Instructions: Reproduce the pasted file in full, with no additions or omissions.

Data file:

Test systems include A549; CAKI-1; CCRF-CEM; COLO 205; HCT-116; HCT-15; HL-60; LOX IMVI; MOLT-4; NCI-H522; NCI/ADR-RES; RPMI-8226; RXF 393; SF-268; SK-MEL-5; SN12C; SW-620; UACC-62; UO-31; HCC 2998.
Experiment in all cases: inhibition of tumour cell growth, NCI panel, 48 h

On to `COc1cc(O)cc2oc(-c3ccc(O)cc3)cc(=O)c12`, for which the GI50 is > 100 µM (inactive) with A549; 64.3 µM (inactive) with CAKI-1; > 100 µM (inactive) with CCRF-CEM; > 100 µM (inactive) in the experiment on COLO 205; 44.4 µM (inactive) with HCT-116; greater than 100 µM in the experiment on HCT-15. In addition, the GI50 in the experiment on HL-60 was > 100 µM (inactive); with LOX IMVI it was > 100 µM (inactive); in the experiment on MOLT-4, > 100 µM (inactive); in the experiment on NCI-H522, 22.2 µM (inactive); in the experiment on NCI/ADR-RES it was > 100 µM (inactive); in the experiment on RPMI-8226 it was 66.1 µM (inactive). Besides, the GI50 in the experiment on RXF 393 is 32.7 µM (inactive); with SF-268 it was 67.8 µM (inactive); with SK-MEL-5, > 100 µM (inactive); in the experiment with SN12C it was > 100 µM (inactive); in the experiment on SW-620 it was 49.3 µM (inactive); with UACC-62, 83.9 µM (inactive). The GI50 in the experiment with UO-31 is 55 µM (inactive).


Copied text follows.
Test systems include A549; CAKI-1; CCRF-CEM; COLO 205; HCT-116; HCT-15; HL-60; LOX IMVI; MOLT-4; NCI-H522; NCI/ADR-RES; RPMI-8226; RXF 393; SF-268; SK-MEL-5; SN12C; SW-620; UACC-62; UO-31; HCC 2998.
Experiment in all cases: inhibition of tumour cell growth, NCI panel, 48 h

On to `COc1cc(O)cc2oc(-c3ccc(O)cc3)cc(=O)c12`, for which the GI50 is > 100 µM (inactive) with A549; 64.3 µM (inactive) with CAKI-1; > 100 µM (inactive) with CCRF-CEM; > 100 µM (inactive) in the experiment on COLO 205; 44.4 µM (inactive) with HCT-116; greater than 100 µM in the experiment on HCT-15. In addition, the GI50 in the experiment on HL-60 was > 100 µM (inactive); with LOX IMVI it was > 100 µM (inactive); in the experiment on MOLT-4, > 100 µM (inactive); in the experiment on NCI-H522, 22.2 µM (inactive); in the experiment on NCI/ADR-RES it was > 100 µM (inactive); in the experiment on RPMI-8226 it was 66.1 µM (inactive). Besides, the GI50 in the experiment on RXF 393 is 32.7 µM (inactive); with SF-268 it was 67.8 µM (inactive); with SK-MEL-5, > 100 µM (inactive); in the experiment with SN12C it was > 100 µM (inactive); in the experiment on SW-620 it was 49.3 µM (inactive); with UACC-62, 83.9 µM (inactive). The GI50 in the experiment with UO-31 is 55 µM (inactive).